Just Winging It

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    “Funny how you’re the editor of this great parenting magazine and you’re really just winging it.”

    That’s what one of my daughters told me a few years back. I don’t remember the exact context. It might have been right after I shared one of my astute parenting insights. Like this gem: “If you try to wear those basketball shorts to school, I will tackle you and forcefully remove them.” Or maybe it was after hearing this nugget: “If one more person complains about dinner, I’m never cooking again. Ever.”

    Summer brings these out of me.

    During no other season does it become so clear to me that we haven’t established a game plan. Every year as June approaches, when the morning wave washes over me (this is the laundry list of things to do that ticks off in my head the second I become conscious every single day – and yes, it sometimes includes laundry) one of my first thoughts is, I need a strategy for summer.

    This wave intensified when I quit my nine-to-five job, and started working for myself some fifteen years ago. You see, in exchange for being able to shun the daily commute and eliminate, or at least reduce, outside childcare, we work-at-homers have to be organized and flexible at the same time. In summer especially, we must make important scheduling decisions on the fly, like whether to spend the next half-hour setting up the Slip ’n Slide, unloading the dishwasher halfway while taking a conference call, or attempting to meet an editorial deadline.

    When you work from home, the family and business calendars tend to fuse. So as both my husband and I are self-employed, over the years our summer strategies to keep the house managed, the work flowing, the bills paid, and the children engaged have run the gamut.

    In the early going, summer was all about enrichment for the kids. How do we ensure everyone is active and evolving – the TVs off and the brains on? That might have been why we moved into the library for several months, or why, when Sam was almost four, Robin was toddling toward two, and Lindsey was just rounding out my uber-stylish maternity bathing suit, we decided to give the neighborhood pool a shot. After writing a check for the $400 family joining fee, I assured Scott, who did not even own swim trunks at this point in his life, that we would put the membership to good use. We ended up paying two C-notes a visit that year, but I made up for it the very next summer by steadfastly clinging to the notion that we really would become a pool family one day and buying way too many rash-guard swim shirts, floats, and swim goggles.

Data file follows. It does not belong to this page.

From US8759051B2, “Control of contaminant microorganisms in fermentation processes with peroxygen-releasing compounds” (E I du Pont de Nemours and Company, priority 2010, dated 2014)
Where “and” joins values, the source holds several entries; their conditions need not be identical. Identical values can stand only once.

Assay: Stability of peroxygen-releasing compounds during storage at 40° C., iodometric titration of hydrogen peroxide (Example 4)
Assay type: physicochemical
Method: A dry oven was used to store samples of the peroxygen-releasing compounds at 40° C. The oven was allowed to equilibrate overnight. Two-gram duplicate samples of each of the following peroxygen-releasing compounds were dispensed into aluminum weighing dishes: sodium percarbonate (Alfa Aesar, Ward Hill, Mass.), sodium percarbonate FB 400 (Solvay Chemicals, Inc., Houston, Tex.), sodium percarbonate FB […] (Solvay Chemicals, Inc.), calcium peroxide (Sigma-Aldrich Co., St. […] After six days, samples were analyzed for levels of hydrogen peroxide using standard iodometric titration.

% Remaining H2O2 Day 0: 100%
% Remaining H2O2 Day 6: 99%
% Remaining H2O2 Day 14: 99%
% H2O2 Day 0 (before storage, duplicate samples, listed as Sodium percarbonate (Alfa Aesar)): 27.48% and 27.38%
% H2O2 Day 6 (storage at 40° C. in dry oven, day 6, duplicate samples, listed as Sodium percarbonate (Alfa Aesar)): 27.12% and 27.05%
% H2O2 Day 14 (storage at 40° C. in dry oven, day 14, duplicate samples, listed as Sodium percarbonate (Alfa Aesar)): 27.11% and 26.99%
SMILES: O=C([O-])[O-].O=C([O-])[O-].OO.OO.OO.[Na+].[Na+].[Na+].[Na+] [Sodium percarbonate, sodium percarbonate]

When the goggles came off, however, I already had new direction. In retrospect, we’ll just call this the how-much-money-can-we-spend-on-camps-our-kids-have-no-interest-in-attending plan. The parenting prize that summer was twofold: we learned about our children’s true interests; and we discovered the ingredients for a worthwhile camp.

    As your children get older, you start to remember what your own summers looked like and why you had kids in the first place. I don’t recall having assigned chores as a kid, yet I can clearly remember doing things around the house – often at my mother or father’s persistent urging and sometimes without even being told. At our house, we’ve used charts with pockets, posters and tally marks, rewards and consequences, bribery and blind trust, as well as persistent urging.

    In other words, we play it by ear. This flexibility leads to the occasional and unexpected parenting win. Last summer, for example, each of the women children made dinner for the family one night a week – planning the meal, shopping, cooking, and cleaning up. They could consult cookbooks, the Internet, and work with each other, but no parents were involved in the making of said meal. While this isn’t exactly groundbreaking, it worked, so we’ll try it again.

    Of course, through it all, I’ve learned there is no single recipe anyone can follow to guarantee a refreshing and productive summer – or any season of the year – for yourself or for your family. The other thing I’ve learned almost eighteen years into this parenting gig is that yes, I am most definitely winging it. Aren’t we all?

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    Karen Schwartzkopf
    Karen Schwartzkopf has her dream job as managing editor of RFM. Wife, mother, arts and sports lover, she lives and works in the West End with her family: husband Scott, who not coincidentally is RFM’s creative director, and their daughters—Sam, Robin, and Lindsey. You can read Karen’s take on parenting in the Editor’s Voice.